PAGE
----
Visit Dingle

Dingle History and Culture

Dingle, or Daingean Uí Chúis in Irish, a town in County Kerry, is on the Dingle Peninsula on the Atlantic coast. It is about 30 miles southwest of Tralee and 40 miles northwest of Killarney. The major economic interests are tourism, agriculture, and fishing (4th largest fishing port in Ireland). Since the 13th century Dingle traded with Europe, especially northern Spain where many Irish made a pilgrimage to the shrine of St. James in Santiago de Compostela; in fact the main dock was called the Spanish Pier. Dingle was the only walled town in Kerry, dating from 1607. St. Mary's is a neo-Gothic church built in 1862. There are many opportunities to hear traditional Irish music in the town, particularly during the summer tourist season. Dingle has 38 pubs as well as restaurants and cafes. There is also an aquarium, "Dingle Oceanworld Aquarium," one of only three in Ireland, home to a number of tropical, foreign and native animals, and a number of art and craft shops. Dingle Distillery was launched in Dingle in 2012 and its Gin has received highest status.

Famous Sites on the Dingle Peninsula

Few places in western Europe have such a density of some 2,000 archaeological monuments as the Dingle Peninsula, which has supported populations for almost 6,000 years, and thus one of the best open-air museums. Some of the most important are the Gallarus Oratory (Séipéilín Ghallarais) built of Silurian Old Red Sandstone, using corbel vaulting so that from foundation to roof peek stones complete the entire structure without movement. It was most likely constructed in the 12th century. The Kilmalkedar Church, or Cill Mhaoilcéadair, is associated with St. Brendan, but reputedly founded by Maolcethair in 636. The current Romanesque church was built in the 12th century on the ruins of the 7th century monastery. Minard Castle is a mid-16th century Fitzgerald castle built on the south side of the Dingle Peninsula. In 1650 Cromwell attacked the castle and it was partially destroyed. Reask Monastic Site is a medieval site used from the 5th to the 10th centuries. See an excellent timeline history:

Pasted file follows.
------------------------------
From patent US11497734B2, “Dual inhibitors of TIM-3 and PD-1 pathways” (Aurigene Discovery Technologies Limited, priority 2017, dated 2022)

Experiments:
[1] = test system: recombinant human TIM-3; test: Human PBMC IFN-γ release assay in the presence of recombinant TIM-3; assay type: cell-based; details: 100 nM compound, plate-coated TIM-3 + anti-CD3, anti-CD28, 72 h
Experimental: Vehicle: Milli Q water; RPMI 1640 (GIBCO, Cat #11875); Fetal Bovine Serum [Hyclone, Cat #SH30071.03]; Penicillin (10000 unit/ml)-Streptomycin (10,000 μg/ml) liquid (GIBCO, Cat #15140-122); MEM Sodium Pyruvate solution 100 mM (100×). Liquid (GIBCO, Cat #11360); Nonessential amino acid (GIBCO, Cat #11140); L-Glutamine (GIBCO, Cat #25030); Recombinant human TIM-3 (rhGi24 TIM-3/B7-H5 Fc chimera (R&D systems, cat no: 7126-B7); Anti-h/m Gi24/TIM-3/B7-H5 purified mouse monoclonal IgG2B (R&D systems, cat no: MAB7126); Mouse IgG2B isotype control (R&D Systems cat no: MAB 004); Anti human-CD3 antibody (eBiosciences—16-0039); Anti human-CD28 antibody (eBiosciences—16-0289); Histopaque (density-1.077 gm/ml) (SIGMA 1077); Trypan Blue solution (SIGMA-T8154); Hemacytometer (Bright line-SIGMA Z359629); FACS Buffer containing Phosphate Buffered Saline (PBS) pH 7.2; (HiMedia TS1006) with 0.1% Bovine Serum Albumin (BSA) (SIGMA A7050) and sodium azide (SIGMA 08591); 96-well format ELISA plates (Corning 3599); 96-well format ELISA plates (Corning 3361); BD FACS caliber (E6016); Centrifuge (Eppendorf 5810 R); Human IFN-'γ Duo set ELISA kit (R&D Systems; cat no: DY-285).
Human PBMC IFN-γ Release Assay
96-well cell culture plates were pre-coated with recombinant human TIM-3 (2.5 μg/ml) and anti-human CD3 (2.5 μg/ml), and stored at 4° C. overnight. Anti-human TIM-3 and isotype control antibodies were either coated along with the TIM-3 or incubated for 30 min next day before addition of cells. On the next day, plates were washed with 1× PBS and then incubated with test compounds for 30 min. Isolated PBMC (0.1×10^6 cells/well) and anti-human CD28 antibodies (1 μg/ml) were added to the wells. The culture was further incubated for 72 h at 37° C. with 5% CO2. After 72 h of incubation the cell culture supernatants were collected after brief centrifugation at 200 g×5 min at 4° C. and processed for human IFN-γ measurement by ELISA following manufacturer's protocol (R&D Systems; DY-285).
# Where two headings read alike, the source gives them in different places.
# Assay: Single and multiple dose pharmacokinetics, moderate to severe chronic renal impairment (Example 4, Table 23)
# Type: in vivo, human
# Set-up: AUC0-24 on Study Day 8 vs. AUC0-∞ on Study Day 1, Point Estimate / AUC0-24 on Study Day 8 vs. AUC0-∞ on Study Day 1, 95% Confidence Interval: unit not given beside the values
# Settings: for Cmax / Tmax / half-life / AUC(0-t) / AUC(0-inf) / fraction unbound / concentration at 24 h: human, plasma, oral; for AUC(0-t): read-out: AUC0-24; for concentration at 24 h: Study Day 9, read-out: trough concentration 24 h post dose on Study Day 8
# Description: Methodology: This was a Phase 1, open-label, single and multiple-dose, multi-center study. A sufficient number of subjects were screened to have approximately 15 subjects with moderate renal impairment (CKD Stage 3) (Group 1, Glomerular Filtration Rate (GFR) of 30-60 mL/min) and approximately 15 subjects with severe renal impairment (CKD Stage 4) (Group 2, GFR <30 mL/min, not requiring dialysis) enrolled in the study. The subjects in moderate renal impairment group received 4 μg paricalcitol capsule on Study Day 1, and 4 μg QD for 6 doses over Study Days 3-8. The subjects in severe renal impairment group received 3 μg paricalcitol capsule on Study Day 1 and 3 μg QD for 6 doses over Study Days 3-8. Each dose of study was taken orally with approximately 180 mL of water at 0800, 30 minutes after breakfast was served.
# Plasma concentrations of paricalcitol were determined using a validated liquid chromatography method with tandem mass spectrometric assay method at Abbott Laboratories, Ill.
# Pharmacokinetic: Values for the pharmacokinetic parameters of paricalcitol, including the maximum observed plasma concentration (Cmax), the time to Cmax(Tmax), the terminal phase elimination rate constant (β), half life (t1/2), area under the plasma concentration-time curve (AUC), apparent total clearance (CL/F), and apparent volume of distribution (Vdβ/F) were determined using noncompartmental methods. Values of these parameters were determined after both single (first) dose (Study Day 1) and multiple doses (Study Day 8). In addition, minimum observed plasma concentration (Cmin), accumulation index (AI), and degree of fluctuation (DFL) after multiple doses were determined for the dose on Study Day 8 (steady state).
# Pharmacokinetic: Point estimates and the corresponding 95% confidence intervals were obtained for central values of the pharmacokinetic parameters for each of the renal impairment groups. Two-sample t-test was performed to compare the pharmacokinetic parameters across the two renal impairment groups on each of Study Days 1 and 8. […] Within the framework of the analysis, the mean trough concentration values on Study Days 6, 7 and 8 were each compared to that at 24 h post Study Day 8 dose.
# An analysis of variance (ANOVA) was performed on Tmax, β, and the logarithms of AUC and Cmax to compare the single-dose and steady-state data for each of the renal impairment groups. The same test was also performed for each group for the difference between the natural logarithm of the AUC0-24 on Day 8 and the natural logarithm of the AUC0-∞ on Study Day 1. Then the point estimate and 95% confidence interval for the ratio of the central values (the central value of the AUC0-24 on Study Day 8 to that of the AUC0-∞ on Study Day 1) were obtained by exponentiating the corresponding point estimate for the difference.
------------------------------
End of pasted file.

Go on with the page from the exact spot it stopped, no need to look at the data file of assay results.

Restaurants and Pubs in Dingle

RESTAURANTS: Despite its small size, Dingle is well known for its many restaurants and pubs. In 2014 Dingle won the “Foody Town of Ireland” award, which is a national competition very hard to win given some large and cosmopolitan cities. There are a range of restaurants in Dingle in all price ranges. The Global Village, Michelin recommended, was awarded the best emerging Irish cuisine in 2014 and best restaurant in Kerry in 2013. The Pantrí Café serves innovative breakfasts to lunch. As one could expect many are famous for seafood and range in price: high on the list is Doyle’s Seafood Restaurant, Out of the Blue Seafood, The Boatyard, and the Fish Box. Many other restaurants serve local and European food such as The Chart House, The Half Door, and Grey’s Lane Bistro. The are several places open only through the day with tasty and reasonable lunches, such as Goat Street Café, Deirdre’s Café, or for some of the best coffee the Bean in Dingle.
PUBS: There are a variety of ‘Public Houses” (Pubs) in Dingle. Some pubs have frequent Irish traditional and folk music, such as O’Sullivan’s Courthouse Pub, The Mighty Sessions, and one of the oldest pubs, O’Flaherty’s. Other pubs have and remain part store part pub or ‘haberdasheries’, retaining the patina of the mid-20th century, such as Dick Macks, Foxy Johns, and J. Curran’s Bar. Many other pubs are associated with restaurants and have a proper bar, some music, and delicious pub food, such as Murphy’s Pub, John Benny Moriarty’s, McCarthy’s Pub, James Long Pub, Paul Geaney's Bar, Ashe's Bar & Restaurant, and the Marina Inn. One of the most popular bars for young people is the Small Bridge/ An Droichead Beag.